Lincoln Center in New York City is the world's largest performing arts center and home to 12 of the world's most distinguished performing arts organizations -- providing symphony, opera, chamber music, theater, dance and film, as well as arts education. With plans for a major reconstruction and upgrade looming, the Center turned to Economic Development Research Group to conduct a study of its role in the economy of New York City, New York State, and the metropolitan area.
The study by Economic Development Research Group, in association with Mt. Auburn Associates, built on detailed analysis of the characteristics of Lincoln Center visitors as well as workers and vendor purchases of Lincoln Center constituent organizations. It carefully tracked the home location of workers and visitors, and the role of Lincoln Center in attracting visitors to the City.
Highlights from the report include:
Direct operations spending by Lincoln Center's 12 resident organizations totaled $530 million in 2003, supporting an estimated 9,000 full-time, part-time and contract positions (the equivalent of 5,500 full-time employees) with $350 million spent on employee wages and benefits. These numbers are included in the $1.52 billion in total business sales cited above.
Lincoln Center attracts approximately 4.7 million visitors annually, including three million ticketed-audience members as well as hundreds of thousands of individuals and family groups attending free performances, special events, and civic celebrations. Direct spending on local restaurants, lodging, retail, and other activities by out-of-town visitors represents approximately $258 million for the New York City economy. Altogether, Lincoln Center's total economic contribution to the greater metropolitan region in 2003 was $1.52 billion of business sales, which in turn, supported 15,200 workers with $635 million in benefits and wages.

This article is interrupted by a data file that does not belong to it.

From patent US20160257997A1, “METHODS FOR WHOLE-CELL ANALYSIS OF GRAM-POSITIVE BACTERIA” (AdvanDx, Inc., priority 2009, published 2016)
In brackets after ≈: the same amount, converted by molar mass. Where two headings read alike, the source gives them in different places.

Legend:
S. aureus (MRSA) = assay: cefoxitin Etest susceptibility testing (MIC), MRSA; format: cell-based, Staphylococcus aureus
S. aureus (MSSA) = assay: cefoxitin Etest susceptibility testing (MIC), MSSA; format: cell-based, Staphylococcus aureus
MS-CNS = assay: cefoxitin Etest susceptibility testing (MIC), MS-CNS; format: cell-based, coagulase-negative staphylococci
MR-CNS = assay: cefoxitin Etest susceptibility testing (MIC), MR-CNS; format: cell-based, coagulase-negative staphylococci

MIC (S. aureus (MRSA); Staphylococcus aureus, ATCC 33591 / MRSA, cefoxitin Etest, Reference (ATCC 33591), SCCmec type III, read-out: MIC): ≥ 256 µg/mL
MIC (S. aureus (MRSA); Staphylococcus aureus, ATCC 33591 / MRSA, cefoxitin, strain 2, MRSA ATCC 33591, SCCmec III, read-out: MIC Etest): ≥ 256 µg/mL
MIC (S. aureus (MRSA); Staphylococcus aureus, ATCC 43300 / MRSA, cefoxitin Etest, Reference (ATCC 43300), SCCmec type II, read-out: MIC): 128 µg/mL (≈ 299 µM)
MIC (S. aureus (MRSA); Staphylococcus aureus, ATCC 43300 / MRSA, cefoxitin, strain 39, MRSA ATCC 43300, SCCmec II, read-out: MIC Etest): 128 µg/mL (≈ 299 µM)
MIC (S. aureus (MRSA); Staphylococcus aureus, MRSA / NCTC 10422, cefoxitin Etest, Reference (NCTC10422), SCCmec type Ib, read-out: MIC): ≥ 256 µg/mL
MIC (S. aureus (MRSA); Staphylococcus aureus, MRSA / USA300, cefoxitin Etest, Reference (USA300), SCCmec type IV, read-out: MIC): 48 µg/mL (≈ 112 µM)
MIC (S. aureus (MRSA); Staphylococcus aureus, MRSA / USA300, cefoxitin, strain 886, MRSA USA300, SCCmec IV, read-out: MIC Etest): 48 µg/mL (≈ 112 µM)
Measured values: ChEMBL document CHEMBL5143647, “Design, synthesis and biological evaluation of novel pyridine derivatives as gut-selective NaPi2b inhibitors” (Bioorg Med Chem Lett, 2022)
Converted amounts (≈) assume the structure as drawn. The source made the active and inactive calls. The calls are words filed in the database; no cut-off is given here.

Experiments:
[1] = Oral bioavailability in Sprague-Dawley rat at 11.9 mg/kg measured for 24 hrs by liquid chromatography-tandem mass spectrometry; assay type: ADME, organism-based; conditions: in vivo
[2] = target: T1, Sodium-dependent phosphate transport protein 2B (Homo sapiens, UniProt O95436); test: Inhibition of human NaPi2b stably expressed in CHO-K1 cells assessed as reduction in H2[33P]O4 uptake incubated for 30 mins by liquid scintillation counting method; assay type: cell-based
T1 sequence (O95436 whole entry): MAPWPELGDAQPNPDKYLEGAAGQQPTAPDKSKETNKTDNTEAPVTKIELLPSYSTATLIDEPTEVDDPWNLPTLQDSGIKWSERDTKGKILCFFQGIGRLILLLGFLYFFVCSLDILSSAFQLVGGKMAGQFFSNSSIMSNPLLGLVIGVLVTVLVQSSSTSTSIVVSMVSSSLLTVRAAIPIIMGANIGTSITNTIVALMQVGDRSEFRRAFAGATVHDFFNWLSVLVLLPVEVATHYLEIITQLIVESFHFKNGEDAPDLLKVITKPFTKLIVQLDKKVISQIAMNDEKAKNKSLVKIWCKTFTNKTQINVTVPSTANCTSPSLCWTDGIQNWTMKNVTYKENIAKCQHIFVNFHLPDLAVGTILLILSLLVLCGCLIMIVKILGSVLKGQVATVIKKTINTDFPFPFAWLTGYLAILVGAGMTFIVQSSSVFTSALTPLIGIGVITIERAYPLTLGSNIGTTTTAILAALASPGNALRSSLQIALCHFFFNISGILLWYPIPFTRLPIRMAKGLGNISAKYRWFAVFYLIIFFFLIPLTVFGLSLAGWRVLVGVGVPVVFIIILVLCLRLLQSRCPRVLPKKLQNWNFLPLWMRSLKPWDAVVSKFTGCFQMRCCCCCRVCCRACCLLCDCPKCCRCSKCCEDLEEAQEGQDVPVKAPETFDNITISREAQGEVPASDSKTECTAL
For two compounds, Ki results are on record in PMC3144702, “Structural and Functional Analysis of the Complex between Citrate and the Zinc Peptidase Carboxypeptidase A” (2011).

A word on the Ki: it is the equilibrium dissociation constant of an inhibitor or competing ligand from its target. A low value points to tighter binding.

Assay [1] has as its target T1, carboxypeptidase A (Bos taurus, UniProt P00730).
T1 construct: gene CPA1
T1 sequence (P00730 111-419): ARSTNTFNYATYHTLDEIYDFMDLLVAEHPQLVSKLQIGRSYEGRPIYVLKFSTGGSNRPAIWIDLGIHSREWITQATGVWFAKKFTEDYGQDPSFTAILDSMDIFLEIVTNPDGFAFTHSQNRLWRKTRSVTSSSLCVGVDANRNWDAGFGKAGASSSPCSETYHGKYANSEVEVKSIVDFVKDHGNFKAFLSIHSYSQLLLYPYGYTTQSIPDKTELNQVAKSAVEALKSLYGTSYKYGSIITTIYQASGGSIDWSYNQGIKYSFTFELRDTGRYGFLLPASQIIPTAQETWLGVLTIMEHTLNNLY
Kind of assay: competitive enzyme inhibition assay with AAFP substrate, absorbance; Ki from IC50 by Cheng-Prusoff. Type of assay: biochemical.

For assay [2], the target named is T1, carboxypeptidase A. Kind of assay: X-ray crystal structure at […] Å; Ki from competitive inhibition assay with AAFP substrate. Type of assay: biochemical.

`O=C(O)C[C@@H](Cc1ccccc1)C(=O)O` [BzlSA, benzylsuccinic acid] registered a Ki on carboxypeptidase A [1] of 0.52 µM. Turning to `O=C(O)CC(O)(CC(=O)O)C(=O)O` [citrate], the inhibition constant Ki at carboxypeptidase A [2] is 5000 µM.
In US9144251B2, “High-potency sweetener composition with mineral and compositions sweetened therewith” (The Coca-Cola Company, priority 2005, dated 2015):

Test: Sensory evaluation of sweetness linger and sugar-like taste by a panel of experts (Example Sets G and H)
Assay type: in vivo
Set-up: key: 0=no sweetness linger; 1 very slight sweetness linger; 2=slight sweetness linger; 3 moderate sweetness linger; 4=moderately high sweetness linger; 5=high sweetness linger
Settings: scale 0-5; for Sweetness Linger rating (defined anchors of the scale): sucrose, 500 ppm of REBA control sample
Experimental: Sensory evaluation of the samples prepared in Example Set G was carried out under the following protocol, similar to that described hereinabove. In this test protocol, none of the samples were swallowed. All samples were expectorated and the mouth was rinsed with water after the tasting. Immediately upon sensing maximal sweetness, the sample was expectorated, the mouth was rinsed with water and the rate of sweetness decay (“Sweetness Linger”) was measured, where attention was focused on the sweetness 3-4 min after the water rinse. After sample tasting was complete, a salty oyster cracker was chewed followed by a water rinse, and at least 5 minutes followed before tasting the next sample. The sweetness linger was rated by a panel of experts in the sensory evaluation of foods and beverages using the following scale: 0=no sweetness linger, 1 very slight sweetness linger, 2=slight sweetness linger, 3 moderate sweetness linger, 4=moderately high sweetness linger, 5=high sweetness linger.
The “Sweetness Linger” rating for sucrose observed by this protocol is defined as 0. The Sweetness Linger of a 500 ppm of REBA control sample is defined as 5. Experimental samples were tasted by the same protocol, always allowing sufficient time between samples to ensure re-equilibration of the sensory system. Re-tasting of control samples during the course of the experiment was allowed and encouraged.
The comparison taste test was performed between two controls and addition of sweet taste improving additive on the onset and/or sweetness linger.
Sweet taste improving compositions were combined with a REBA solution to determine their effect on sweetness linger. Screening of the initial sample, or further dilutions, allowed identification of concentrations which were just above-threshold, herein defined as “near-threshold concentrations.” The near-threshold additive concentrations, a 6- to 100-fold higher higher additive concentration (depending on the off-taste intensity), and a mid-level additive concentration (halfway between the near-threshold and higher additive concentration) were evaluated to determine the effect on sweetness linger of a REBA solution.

In addition, Lincoln Center has anchored one of the most significant community renewal efforts undertaken in New York City in the past fifty years: Since the early 1960s, when Lincoln Center first opened, taxable property values for Lincoln Square, increased 2608% compared to just 447% for the rest of Manhattan. (Note: Lincoln Square is defined as an area bounded by 58th Street on the South, 72nd Street on the North, Central Park on the East and the Hudson River on the West.) In 2003, Lincoln Square, which makes up just 3% of Manhattan's landmass, accounted for 4.5% of its taxable property, compared to contributing just 0.9% of Manhattan's taxable property in 1963. (Note: The assessed real estate value of Lincoln Square in 2002-2003 was approximately $2.8 billion.).